Delaware Statutory Trust

There are five ownership structures used to co-own real estate [Limited Partnership, Limited Liability Co., Joint Tenant, Tenant-In-Common and Trust (DST/REIT)]. Only two (TICs and DSTs) qualify as “like-kind” for 1031 purposes.

The majority of 1031 sponsors use the DST investment structure primarily because it solves the financing issue inherent in a TIC. In a DST every investor is a co-beneficiary of the trust and the trust is considered one borrowing entity by the lender. There is virtually no limit to the number of co-borrowers. This means a DST sponsor can offer very low minimum investment amounts and purchase much higher valued property and portfolios. At these high values, the quality of the property, location, tenant profile, length of lease and the rate of return can improve. It also means each investor need not gather and provide his or her detailed financial and tax information for the lender. Since the DST is the sole borrower, each investor’s potential personal liability is greatly reduced and, with less complexity in the lending process, lenders may be able to offer more favorable loan terms and rates than for a comparable TIC offering. Additionally, while investors in a DST are not entitled to vote on management of the DST, the threat of a holdout or a rogue investor is eliminated. This stability of management may also have the effect of reducing lender concerns as the lender can anticipate that the trustee will continue operating or managing the Project throughout the holding period. The business plan for most DSTs is to buy and hold for 5-10 years and sell when there is an opportunity.

The Internal Revenue Ruling 2004-86 names seven deadly sins that limit the Delaware Statutory Trust (“DST”) trustee’s power. These regulations provide additional protection and benefit to the beneficiaries by ensuring the trustee distributes funds properly to beneficiaries and does not take unnecessary risks with the DST’s assets:

1. Once the offering is closed, there can be no future equity contribution to the DST by either current or new co-investors or beneficiaries.

2.The Trustee of the DST cannot renegotiate the terms of the existing loans, nor can it borrow any new funds from any other lender or party.

3. The Trustee cannot reinvest the proceeds from the sale of its investment real estate.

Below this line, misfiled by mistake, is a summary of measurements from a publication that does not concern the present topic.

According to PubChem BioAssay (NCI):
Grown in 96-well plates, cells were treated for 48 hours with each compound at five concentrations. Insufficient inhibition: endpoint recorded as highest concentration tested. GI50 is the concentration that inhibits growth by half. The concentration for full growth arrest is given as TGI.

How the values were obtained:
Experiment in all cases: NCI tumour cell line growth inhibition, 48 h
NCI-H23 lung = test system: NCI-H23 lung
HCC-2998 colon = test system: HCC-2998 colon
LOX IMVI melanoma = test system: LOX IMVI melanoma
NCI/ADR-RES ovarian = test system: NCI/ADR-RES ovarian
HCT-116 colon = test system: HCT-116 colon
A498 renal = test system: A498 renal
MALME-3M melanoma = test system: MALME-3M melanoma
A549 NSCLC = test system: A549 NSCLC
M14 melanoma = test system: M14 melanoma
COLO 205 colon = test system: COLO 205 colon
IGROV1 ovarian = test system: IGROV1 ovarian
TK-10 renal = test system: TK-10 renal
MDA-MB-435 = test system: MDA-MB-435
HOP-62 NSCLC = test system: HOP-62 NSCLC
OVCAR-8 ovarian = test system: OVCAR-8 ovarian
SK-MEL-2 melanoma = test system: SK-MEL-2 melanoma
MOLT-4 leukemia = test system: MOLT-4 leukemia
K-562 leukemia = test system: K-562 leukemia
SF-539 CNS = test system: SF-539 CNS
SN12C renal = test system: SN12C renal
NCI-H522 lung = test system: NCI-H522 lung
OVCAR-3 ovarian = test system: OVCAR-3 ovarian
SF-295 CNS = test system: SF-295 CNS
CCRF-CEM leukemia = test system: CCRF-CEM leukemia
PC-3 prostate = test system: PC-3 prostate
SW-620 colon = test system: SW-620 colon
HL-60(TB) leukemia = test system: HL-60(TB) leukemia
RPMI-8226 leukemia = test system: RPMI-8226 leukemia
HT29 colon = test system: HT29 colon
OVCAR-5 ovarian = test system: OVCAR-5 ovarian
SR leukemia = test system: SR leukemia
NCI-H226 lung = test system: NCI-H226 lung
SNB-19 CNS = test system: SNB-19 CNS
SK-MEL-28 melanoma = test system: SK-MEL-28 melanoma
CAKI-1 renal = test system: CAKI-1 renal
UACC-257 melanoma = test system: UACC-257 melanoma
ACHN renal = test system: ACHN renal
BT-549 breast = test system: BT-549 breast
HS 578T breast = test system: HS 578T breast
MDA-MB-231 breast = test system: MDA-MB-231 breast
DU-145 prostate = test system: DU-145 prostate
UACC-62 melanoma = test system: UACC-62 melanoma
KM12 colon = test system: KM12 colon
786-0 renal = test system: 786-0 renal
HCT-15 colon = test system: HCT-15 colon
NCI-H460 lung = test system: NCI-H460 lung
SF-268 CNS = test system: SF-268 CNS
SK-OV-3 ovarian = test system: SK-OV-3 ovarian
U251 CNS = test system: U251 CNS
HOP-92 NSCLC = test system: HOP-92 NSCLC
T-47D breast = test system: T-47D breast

4. The Trustee is limited to making capital expenditures with respect to the property to those for a) normal repair and maintenance, (b) minor non-structural capital improvements, and (c) those required by law.

5. Any liquid cash held in the DST between distribution dates can only be invested in short-term debt obligations.

6. All cash, other than necessary reserves, must be distributed to the co-investors or beneficiaries on a current basis.

7. The Trustee cannot enter into new leases or renegotiate the current leases.

The Master Lease

While the DST has several benefits, its potential scope of utilization is much narrower than that of the TIC structure. Traditionally, the DST structure has been only utilized for limited types of properties such as a single-tenant, triple-net leases or, as the use of DSTs is beginning to expand, multi-tenant properties under a long-term master lease.

In a master lease, a master tenant (usually the sponsor or affiliate of) will lease the property from the trust, and pay rent (master lease payment) to the trust. The master tenant, then sublets the property to the tenants, and in effect can legally circumvent the operational restrictions mentioned above (deadly sin #7).

In the master lease structure, the master tenant (effectively the sponsor) pays a pre-determined “rent” to the trust, covering the debt plus a specified return. The master tenant is entitled to keep all the property level net income that is above the debt service and master lease payment. This structure provides aligned interests, because the master tenant is incentivized to maximize rents and avoid income shortfalls.

It is also important to note because there is no real ability to negotiate changes in the master lease terms and rent payments with the DST trustee, the sponsor typically reserves more capital upfront for any unanticipated repairs and expenses. These reserves are in addition to the typical lender required reserves.